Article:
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Title: Uncertainty in morphological sediment budgeting of rivers
Author: Wheaton, Joseph M.
ISNI:       0000 0001 3566 5393
Awarding Body: University of Southampton
Current Institution: University of Southampton
Date of Award: 2008
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Repeat topographic surveys are often used to monitor geomorphological change in rivers. Such surveys can yield Digital elevation models (OEMs), which are differenced against each other to produce spatially distributed maps of elevation changes called OEMs of difference (000). Both areal and volumetric budgets of erosion and deposition can be calculated from DoOs. However, questions arise about the reliability of the analyses and what they mean. This thesis presents two new methodological advances to address these two uncertainties. The question of reliabilities (reliability uncertainty) was addressed through the development of a flexible technique for estimating the spatially variable surface representation uncertainties in individual OEMs. A fuzzy inference system is used to quantify uncertainty in OEMs and .' the individual error estimates are propagated into the 000 on a cell-by-cell basis. This is converted into a probabilistic estimate of 000 uncertainty. This estimate can be improved using Bayes theorem and an analysis of the spatial coherence of erosion and deposition units within the 000. The resulting probabilistic estimate of 000 uncertainty reflects the spatial variability of uncertainty, and can be used to threshold the 000 at user-specified confidence intervals. This addresses reliability by allowing the distinction between real and undetectable changes. The question of what the thresholded DoDs mean, geomorphically, is a fundamental one and what originally motivated the development of morphological sediment budgeting techniques. Herein, a range of masking tools were developed, which allow the quantitative interrogation of these rich spatial datasets and their patterns based on various classification systems and/or the expert-judgment of a trained geomorphologist. The tools extend the traditional 000 interpretation of whether a reach is jet aggradational or net degradational to a detailed quantitative segregation of the 000 budget into the mechanisms responsible for the changes at the bar-scale. The utility of both these methodological developments were tested on three different data sets representing event-based monitoring (Sulphur Creek, California), restoration monitoring (Mokelumne River, California), and annual-monitoring of a natural dynamic system (River Feshie, Scotland). One of the themes that emerges across the application of these tools in the three different settings is the sharp contrast between which geomorphological mechanisms . of change are dominant in areal versus volumetric terms. The tools extend what can reliably be inferred about geomorphological change from repeat topographic surveys.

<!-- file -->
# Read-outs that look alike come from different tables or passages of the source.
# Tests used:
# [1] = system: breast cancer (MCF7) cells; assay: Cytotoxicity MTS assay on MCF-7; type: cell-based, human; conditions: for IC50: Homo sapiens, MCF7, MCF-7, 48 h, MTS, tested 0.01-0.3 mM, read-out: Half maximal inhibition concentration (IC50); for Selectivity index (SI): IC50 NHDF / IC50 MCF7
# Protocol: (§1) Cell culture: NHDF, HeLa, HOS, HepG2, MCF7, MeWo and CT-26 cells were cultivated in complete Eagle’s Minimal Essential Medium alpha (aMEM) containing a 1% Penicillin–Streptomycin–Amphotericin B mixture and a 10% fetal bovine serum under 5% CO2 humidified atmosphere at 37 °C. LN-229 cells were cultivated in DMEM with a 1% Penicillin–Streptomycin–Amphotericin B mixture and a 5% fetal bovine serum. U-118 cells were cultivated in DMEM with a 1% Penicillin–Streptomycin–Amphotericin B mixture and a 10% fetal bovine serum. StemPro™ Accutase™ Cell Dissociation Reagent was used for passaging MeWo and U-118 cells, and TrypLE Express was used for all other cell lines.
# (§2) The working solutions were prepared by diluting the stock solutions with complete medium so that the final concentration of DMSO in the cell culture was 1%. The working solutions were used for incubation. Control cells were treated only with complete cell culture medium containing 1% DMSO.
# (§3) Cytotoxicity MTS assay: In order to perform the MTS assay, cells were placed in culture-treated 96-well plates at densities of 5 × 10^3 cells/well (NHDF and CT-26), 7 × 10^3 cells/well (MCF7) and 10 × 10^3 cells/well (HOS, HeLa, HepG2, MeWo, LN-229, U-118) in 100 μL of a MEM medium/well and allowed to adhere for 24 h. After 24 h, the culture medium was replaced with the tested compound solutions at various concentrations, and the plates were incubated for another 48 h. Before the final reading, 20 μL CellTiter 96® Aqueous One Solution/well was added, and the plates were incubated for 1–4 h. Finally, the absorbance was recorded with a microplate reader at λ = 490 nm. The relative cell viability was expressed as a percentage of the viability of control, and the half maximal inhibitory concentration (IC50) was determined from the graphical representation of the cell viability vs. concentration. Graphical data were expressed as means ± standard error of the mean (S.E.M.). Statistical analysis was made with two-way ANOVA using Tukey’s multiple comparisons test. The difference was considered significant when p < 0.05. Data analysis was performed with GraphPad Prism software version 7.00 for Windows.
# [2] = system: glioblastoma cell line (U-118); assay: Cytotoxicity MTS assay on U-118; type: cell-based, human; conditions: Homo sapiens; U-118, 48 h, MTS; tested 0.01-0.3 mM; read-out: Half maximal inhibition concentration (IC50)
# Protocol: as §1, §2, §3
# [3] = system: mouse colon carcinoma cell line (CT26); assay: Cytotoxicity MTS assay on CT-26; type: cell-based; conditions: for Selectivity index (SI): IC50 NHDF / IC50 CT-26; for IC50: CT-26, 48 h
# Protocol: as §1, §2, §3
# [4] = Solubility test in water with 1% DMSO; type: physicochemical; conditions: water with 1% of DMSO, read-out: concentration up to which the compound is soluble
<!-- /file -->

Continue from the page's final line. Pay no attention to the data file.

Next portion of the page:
Supervisor: Not available Sponsor: Not available
Qualification Name: Thesis (Ph.D.) Qualification Level: Doctoral
EThOS ID:  DOI: Not available